You may sentimentally recall your mother asking you if you were aware of how hard your father had to work to put a roof over your head. It was a rhetorical question, actually meant to make you do whatever chore it was that you skipped out on. But let’s take up the question posed by mothers everywhere once again. It makes more sense for us today than it did when we were kids.
Just how much does that roof over our heads cost? And if we should happen to be tired of the way it looks, what choices do we have to add style and protection to our home?
Back to basics
Your home design can hide…or push the roof right out there for everybody to see. Visibility is always the first consideration when you’re thinking about roof replacement. Even if you’ve got a healthy budget, you can’t always get what you want.
Material weight will always play a factor. Your existing roof infrastructure may not have been built to handle switching out an asphalt roof for ceramic tile.
The first step is to determine what you can have. Then plan accordingly. You may not just be replacing the roof’s exterior materials. Those materials, by the way, break into 6 basic varieties.
It’s that familiar dark stuff, and it’s the most common residential roofing material used in the US. This is mainly because it’s also the most economical and easy to install.
Asphalt tiles don’t have to be a dark color, and they can be reinforced with fiberglass for weatherproofing without adding much weight.
The downside of asphalt roofing is that it doesn’t offer much in the way of insulation if your house is exposed to extreme weather conditions. It also doesn’t last very long.
Concrete or clay
Homes throughout the southwest use this roofing material to capture regional influence. The style brings Mission, Southwestern, Spanish, or Mediterranean flair to your home.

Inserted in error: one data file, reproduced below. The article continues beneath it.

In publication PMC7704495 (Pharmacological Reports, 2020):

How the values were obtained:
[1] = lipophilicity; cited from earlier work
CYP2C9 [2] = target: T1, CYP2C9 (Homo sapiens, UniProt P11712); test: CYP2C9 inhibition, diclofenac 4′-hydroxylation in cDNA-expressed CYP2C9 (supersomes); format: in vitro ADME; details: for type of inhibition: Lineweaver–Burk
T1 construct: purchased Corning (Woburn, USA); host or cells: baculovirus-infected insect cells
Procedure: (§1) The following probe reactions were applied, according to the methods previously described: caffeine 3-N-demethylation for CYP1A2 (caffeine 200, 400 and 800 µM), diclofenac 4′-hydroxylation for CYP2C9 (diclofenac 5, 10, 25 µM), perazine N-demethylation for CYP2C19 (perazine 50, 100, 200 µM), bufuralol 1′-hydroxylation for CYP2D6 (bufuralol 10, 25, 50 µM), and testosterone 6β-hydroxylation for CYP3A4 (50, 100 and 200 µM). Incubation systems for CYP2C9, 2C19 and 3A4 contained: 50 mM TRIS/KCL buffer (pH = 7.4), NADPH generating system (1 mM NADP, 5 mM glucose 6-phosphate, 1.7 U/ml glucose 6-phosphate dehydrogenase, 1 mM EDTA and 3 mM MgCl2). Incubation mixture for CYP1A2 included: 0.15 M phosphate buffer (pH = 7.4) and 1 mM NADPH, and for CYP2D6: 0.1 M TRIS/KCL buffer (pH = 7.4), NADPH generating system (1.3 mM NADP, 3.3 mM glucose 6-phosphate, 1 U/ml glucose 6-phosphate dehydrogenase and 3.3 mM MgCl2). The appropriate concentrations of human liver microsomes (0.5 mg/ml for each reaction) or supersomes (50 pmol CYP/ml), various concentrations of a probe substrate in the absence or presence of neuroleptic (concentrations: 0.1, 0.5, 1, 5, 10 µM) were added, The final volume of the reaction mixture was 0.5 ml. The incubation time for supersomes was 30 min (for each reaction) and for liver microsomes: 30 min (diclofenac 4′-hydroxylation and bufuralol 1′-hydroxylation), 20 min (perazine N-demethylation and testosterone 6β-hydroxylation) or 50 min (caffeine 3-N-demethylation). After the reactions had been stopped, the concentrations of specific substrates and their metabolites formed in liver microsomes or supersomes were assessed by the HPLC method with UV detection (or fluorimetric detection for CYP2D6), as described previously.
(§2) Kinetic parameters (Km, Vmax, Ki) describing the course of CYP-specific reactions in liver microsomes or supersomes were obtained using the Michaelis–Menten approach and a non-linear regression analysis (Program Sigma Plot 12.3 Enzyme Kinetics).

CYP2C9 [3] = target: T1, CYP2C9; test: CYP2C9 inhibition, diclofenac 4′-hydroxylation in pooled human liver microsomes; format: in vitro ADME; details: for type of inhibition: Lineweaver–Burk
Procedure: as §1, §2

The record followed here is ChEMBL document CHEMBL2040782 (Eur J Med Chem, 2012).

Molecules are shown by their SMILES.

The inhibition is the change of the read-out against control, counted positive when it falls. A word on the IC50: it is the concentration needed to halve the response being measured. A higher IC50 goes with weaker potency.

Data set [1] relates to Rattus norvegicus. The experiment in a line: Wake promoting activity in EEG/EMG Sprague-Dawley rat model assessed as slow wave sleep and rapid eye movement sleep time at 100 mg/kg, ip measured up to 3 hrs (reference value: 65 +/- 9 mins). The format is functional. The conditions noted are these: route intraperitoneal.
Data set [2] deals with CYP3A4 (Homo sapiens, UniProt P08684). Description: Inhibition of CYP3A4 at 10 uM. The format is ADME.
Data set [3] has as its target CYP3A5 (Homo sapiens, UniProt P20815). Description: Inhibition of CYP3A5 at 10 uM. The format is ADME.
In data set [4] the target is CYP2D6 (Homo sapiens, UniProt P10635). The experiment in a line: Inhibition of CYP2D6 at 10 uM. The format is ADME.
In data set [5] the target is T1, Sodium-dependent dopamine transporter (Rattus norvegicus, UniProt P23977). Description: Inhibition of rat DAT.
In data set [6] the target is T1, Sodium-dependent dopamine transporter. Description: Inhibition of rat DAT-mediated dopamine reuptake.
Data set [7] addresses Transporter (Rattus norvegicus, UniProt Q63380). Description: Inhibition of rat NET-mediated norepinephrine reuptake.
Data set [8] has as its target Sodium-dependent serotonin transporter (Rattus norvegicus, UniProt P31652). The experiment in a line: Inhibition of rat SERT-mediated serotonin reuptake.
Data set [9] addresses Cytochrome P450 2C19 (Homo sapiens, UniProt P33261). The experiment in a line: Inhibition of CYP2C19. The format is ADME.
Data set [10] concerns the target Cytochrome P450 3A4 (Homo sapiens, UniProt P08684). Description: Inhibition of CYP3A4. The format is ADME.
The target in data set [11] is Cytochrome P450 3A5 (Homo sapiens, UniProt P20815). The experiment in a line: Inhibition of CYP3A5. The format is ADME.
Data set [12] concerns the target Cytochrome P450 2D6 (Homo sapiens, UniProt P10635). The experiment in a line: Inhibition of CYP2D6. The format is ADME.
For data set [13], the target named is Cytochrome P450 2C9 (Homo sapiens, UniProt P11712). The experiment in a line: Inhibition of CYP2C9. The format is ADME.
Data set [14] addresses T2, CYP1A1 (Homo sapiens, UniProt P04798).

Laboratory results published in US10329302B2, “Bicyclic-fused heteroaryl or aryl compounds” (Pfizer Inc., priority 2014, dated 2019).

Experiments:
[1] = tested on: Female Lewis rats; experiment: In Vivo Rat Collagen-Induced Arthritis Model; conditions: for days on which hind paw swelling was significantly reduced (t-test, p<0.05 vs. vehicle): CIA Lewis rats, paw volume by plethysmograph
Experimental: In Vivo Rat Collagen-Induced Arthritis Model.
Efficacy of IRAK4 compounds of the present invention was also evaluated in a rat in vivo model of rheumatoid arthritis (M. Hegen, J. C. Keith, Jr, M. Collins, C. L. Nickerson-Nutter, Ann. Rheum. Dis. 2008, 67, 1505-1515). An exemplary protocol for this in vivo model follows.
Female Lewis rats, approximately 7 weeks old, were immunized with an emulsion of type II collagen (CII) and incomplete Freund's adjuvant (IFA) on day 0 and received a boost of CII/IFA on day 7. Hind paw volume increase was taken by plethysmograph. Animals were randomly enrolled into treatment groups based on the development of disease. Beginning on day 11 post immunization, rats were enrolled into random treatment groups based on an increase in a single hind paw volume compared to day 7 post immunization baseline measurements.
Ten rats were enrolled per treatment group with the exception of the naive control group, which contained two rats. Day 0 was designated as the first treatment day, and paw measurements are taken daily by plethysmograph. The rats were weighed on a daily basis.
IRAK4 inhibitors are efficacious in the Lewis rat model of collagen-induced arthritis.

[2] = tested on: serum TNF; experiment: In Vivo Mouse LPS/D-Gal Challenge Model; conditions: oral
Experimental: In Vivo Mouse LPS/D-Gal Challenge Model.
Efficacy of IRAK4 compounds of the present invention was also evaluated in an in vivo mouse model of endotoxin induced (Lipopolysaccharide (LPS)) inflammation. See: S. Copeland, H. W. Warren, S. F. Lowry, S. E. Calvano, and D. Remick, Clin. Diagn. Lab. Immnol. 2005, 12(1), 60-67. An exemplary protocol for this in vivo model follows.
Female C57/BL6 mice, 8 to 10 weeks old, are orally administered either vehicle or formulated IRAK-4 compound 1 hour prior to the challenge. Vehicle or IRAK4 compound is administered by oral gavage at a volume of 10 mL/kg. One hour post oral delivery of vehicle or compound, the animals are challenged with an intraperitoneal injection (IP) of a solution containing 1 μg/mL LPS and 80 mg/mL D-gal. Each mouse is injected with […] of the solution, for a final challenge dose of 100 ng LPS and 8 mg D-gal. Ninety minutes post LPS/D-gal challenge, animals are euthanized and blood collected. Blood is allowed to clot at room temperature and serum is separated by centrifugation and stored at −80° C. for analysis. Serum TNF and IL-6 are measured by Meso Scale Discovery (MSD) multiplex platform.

These tiles are usually made of clay and concrete. It makes them energy efficient and resistant to fire. They also are about four times more expensive than asphalt tiles.
The very things that make them attractive also become liabilities. The safe and energy efficient tiles are heavy. You’ll need additional framing to support them.
A metal roof can create a dramatic change in the statement your house makes. The communication fits right into their extreme level of protection. A metal roof is your friend if you have to deal with the nastier side of what Mother Nature can throw out.
Metal roofing material often comes in sheets of stainless steel, copper, or aluminum. You’ll also find a growing selection of metal shingles. This style of roof is complementary to contemporary homes. Metal also gives a classy upgrade to cabins and bungalows.
Metal roofs are relatively light in weight, but they can be heavy on the budget.
Wood and shake
Sometimes, back to basics works best. Most roofs were made of shake or wood shingles long before hybrid materials such as asphalt became available.
Wood shingles today are machine milled, but they still weather to a satisfying shade of gray. Handmade shakes provide an even more rustic look.
Wood or shake tiles are usually made of pure natural wood such as redwood, pine, or cedar. They’re not a good choice if there’s a lot rain and moisture in your forecast. This will cause rot and splitting. You’ll also need to check with your local building codes. It’s wood. Wood combusts. In some places, wood roofs are prohibited.
Close your eyes and let your imagination run wild. That’s the opportunity a growing collection of man-made materials is offering homeowners. These synthetic roofing products can mimic traditional things like wood or slate – or they can take you in a whole new dramatic direction.
There’s growing interest in these materials because they can combine the best of all worlds. For example, synthetic shingles can be impregnated with an energy efficient radiant barrier Just coming out on the market are revolutionary shingles that can be used as solar collectors. You may not even realize that’s what they do.
It was mostly for theatrics – that whole lecture about the long days your father worked to put a roof over your head. It’s okay, Mom. We’re old enough and wise enough now to know that the actually came with the house.
Mom, you still get all the credit. The roof-over-our-head lecture worked. We finally did end up doing the chores.
Talk to us about crowning your home with a new roof. We’re a proud member of the National Roofing Contractors Association. We warranty all of our craftsmanship and are able to provide extended material and labor warranties on all our installed products.